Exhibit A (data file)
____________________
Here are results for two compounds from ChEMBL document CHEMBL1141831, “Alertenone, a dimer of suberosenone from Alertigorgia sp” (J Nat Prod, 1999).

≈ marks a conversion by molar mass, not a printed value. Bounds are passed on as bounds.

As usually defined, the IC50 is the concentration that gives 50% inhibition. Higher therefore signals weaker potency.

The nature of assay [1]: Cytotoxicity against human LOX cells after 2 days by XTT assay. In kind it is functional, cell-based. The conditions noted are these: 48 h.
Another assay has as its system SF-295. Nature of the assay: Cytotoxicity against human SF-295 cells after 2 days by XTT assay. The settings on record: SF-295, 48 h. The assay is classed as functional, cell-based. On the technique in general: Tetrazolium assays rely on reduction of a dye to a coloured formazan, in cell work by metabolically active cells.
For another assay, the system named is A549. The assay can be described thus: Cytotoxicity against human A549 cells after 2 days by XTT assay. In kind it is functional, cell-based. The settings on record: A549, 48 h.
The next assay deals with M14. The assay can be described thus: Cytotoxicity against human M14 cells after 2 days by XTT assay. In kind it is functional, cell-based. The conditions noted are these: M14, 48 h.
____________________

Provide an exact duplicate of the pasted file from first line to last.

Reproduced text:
Here are results for two compounds from ChEMBL document CHEMBL1141831, “Alertenone, a dimer of suberosenone from Alertigorgia sp” (J Nat Prod, 1999).

≈ marks a conversion by molar mass, not a printed value. Bounds are passed on as bounds.

As usually defined, the IC50 is the concentration that gives 50% inhibition. Higher therefore signals weaker potency.

The nature of assay [1]: Cytotoxicity against human LOX cells after 2 days by XTT assay. In kind it is functional, cell-based. The conditions noted are these: 48 h.
Another assay has as its system SF-295. Nature of the assay: Cytotoxicity against human SF-295 cells after 2 days by XTT assay. The settings on record: SF-295, 48 h. The assay is classed as functional, cell-based. On the technique in general: Tetrazolium assays rely on reduction of a dye to a coloured formazan, in cell work by metabolically active cells.
For another assay, the system named is A549. The assay can be described thus: Cytotoxicity against human A549 cells after 2 days by XTT assay. In kind it is functional, cell-based. The settings on record: A549, 48 h.
The next assay deals with M14. The assay can be described thus: Cytotoxicity against human M14 cells after 2 days by XTT assay. In kind it is functional, cell-based. The conditions noted are these: M14, 48 h.